It’s Christmas Eve and I’m thinking about a horde of slaves scrambling to get away from Egypt, and camped at the base of a mountain in the desert of Sinai. I’m thinking about how they’ve just watched God supernaturally set them free from the world’s most powerful empire; and how he’s promised them a wonderful land of their own, a land so rich it grows abundant crops seemingly all by itself.
That’s where they’re headed. That’s the goal. Egypt is broken behind them and the Promised Land beckons.
But God has stopped them here, in the desert, and they’ve been here for months already.
God wants them to build a special tent, a Tabernacle. It’s going to be God’s house. He’s going to live with them.
Which is a very big deal.
What they know for sure about God is that anyone who sees him dies. And now he wants to move in and live right among them, in a tent just like theirs – well, sort of.
Really the tent is pretty special. Chapters and chapters of the Story are given to its description, and months and months of work are spent building it and all its furnishings.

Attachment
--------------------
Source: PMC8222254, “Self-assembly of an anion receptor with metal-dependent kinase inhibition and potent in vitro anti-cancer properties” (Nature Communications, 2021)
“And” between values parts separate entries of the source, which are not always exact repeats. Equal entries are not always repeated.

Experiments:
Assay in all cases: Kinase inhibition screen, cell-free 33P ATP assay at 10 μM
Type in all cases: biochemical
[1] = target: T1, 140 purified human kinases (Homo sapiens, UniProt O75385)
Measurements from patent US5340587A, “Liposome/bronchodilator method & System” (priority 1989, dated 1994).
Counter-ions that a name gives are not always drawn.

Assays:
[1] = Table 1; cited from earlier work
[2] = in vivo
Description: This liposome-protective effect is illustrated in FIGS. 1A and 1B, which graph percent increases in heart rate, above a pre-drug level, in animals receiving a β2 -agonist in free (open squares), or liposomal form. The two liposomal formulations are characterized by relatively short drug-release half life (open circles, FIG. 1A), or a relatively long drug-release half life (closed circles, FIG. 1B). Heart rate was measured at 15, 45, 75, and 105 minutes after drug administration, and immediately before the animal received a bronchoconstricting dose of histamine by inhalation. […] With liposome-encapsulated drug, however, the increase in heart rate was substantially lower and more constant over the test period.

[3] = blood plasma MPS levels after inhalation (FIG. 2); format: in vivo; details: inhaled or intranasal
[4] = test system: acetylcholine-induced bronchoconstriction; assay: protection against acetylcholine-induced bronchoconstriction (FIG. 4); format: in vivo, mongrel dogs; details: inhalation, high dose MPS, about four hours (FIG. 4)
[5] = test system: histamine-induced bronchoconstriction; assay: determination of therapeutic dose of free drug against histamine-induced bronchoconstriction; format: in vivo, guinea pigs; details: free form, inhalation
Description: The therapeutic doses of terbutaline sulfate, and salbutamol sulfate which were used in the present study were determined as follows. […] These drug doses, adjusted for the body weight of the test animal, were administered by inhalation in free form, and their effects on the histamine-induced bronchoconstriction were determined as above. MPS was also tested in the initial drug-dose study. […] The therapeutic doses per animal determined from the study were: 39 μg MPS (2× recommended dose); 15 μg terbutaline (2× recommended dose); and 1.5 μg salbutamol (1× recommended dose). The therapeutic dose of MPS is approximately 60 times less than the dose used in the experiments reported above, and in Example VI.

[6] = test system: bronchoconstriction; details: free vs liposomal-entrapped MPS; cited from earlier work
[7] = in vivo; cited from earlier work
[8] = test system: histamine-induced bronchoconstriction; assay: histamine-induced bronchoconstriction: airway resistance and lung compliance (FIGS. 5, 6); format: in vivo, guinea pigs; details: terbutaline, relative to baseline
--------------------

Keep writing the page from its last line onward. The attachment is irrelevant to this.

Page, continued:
It takes a full year to get it ready.
They arrived at Sinai two months after leaving Egypt; two months after the night Egypt screamed while all its firstborn sons were killed by the angel of death; two months after the Egyptians open their doors and shooed out their slaves, panicked at what was happening; two months after Pharaoh changed his mind and gathered what was left of his army and went after them again, enraged at what they had cost him.
In two months they arrive at Sinai, with the Promised Land only days away.
But God stops them here for a full year to build the Tabernacle.
Like the Tabernacle matters more than getting to the Promised Land.
Like God is more interested in living with them, than in bringing them anywhere.
Like being with them is the main thing.
Almost as though He really, really, loves them.
Like if he could just put on skin and be with them that way, He would.
But I guess they’re not ready for that yet.